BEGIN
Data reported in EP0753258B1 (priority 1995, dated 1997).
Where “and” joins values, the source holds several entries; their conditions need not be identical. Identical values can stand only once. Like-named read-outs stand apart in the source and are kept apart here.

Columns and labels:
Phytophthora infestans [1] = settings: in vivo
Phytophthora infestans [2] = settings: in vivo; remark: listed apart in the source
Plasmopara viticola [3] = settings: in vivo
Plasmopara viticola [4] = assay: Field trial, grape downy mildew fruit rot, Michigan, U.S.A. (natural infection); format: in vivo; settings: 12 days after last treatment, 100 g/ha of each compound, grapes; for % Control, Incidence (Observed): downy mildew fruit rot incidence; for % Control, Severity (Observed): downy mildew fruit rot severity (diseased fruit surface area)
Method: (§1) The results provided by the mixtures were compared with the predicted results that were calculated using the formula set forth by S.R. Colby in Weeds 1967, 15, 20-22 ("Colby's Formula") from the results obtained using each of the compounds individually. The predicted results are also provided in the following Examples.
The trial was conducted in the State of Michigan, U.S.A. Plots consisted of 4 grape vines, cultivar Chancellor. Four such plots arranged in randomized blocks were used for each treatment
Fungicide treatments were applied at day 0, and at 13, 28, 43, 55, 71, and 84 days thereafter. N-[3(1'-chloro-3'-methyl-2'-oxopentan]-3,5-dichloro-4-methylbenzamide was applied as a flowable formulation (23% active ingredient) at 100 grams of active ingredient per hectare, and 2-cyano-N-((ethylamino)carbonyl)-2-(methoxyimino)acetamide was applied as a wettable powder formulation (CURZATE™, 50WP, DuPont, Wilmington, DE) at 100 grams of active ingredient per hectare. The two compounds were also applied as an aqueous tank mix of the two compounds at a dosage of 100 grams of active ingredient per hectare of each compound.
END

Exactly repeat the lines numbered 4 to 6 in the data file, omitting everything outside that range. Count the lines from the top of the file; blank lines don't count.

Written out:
Phytophthora infestans [1] = settings: in vivo
Phytophthora infestans [2] = settings: in vivo; remark: listed apart in the source
Plasmopara viticola [3] = settings: in vivo